About what God is like, about what God does—

about God fundamentally being a community of love
(Father, Son, and Holy Spirit)

about God creating the world for absolutely no reason
other than his overflowing, self-giving love,

about God becoming an actual human being in Jesus of Nazareth
and forever choosing to be with us and for us,

about God the Son tasting death for all of humanity
and God the Father raising Jesus from the dead
and appointing him king over the world right now,

about God announcing that Jesus is the one
who will judge the world and make all things right,
ushering in a recreated world where the dead are raised and life is everlasting.

According to the early church,
the good news is relentlessly, continually, constantly, unendingly about God.

The church has been saying:
“Do you want to see behind the curtain?”
“Do you want to understand the meaning of life?”
“Do you want to know what kind of world we actually live in?”

“This is what we believe.”

And now—and now…
we reach the point in the creed where we finally get mentioned.

“We believe in the Holy Spirit,
and in the holy catholic Church,
and the communion of saints
and the forgiveness of sins”

The holy universal church!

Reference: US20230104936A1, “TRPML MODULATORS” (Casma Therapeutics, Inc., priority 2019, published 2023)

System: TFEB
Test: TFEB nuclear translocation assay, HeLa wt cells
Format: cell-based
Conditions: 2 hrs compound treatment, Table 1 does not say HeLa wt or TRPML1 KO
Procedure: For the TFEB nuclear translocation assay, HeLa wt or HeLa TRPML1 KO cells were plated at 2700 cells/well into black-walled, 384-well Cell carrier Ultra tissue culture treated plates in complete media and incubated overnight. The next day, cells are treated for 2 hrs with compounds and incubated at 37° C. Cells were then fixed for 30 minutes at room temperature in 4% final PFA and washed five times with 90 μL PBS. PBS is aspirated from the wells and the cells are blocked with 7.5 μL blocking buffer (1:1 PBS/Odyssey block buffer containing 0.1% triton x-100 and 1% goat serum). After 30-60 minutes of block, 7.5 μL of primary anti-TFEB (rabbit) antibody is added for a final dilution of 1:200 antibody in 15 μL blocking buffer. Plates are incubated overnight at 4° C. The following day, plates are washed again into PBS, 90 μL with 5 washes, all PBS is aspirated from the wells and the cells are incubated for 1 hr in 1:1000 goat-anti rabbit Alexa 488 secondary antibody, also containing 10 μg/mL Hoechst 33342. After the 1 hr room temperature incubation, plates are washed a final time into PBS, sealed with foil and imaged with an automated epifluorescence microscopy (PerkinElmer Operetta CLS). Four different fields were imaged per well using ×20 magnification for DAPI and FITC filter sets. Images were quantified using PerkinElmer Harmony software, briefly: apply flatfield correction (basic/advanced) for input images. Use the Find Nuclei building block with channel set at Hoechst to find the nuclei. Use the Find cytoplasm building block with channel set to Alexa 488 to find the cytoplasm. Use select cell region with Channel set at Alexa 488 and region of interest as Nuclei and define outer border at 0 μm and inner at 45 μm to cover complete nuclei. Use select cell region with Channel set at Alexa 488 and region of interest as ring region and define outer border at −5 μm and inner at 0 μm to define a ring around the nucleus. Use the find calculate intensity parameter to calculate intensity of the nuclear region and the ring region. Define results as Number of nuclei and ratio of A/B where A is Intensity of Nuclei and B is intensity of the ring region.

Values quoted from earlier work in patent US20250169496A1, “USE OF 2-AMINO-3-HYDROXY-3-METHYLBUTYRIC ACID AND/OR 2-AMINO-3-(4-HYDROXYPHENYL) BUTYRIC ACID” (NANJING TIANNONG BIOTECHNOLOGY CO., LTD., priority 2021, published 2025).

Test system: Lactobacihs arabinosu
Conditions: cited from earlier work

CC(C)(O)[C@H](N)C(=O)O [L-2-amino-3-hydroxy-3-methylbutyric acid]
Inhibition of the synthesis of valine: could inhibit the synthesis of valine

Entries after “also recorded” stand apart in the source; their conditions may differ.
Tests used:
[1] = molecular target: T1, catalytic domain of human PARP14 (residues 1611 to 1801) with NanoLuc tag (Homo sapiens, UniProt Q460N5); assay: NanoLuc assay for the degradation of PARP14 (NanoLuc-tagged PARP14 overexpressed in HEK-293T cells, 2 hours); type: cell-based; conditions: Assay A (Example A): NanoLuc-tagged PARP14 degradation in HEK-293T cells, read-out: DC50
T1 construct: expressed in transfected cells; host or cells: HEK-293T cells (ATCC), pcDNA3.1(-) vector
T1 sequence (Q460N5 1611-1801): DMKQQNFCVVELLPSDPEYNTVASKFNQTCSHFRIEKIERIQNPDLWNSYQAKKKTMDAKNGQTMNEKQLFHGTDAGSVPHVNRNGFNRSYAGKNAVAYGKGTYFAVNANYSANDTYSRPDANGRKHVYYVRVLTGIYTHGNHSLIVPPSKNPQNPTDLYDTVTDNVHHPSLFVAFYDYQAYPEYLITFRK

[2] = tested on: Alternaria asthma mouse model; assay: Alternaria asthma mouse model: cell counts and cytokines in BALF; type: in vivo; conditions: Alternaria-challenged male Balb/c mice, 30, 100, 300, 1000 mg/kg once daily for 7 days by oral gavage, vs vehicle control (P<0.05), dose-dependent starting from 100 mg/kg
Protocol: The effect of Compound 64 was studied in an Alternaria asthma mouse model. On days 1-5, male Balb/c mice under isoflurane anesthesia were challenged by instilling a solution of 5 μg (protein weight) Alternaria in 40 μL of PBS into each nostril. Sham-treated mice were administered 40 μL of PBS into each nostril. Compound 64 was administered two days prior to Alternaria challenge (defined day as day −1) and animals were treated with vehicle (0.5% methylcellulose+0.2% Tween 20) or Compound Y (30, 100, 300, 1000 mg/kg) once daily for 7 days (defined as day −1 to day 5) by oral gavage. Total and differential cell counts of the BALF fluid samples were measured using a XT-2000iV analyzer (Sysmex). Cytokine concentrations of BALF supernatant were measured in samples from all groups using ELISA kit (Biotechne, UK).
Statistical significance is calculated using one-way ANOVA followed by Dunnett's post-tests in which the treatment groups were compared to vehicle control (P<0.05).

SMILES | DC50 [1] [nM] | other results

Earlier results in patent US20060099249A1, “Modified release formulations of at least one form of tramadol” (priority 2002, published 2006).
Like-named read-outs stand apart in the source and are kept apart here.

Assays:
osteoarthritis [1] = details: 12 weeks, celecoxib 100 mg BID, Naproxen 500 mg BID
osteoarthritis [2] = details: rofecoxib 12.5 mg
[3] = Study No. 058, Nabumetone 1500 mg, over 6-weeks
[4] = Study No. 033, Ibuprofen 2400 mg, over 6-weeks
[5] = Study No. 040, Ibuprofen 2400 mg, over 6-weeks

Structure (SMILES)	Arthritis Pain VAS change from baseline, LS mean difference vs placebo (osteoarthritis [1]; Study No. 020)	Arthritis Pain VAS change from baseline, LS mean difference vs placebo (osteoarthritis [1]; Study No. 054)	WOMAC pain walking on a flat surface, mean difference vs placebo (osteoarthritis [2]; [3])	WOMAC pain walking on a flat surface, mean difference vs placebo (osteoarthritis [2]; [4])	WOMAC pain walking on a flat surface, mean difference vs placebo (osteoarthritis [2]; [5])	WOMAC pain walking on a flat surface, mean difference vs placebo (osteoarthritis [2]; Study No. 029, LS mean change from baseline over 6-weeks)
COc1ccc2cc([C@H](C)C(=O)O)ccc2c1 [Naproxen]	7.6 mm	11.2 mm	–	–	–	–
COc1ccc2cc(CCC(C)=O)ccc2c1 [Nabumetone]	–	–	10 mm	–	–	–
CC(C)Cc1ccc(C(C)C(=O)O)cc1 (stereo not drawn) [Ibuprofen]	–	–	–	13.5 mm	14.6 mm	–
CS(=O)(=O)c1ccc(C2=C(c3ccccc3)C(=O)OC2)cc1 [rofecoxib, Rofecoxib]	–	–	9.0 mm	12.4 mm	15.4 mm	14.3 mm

(That’s what the word “catholic” means.)

The worldwide family of those who believe this good news—
who are learning to believe in the resurrection,
who are learning to trust humanity’s king.

The people so intimately and tightly united
by the spirit of God and the lordship of Jesus,
that even death can’t break the bond between us.

The people who trust in the forgiveness of sins.

That the darkness we bring to the world,
that the evil we do in the world,
has been forgiven.

We’re finally talking about us—and I’m filled with excitement and dread.

Excitement because I like doing stuff—
I like knowing what there is for me to do
and how I can do it.

But then dread too.
Because this seems like the place where the penny drops.

Is this the part of the creed where it all comes crashing down—?

Is there place where the beautiful story
about who God is and what God does and what God will do,
suddenly shifts and becomes about a bunch stuff for us to do?

Is all of this good news just smoke and mirrors—?
and am I about to get saddled with a bunch of stuff to do,
when I’m already drowning in stuff to do.

Today as we finish up the Creed, 
we are going to be talking a little bit about us,
but hopefully this won’t sound like a bunch of burdens 
that we’re supposed to apply to our lives.

Hopefully a little bit of reflection on us—
and what it means for us to live in this story—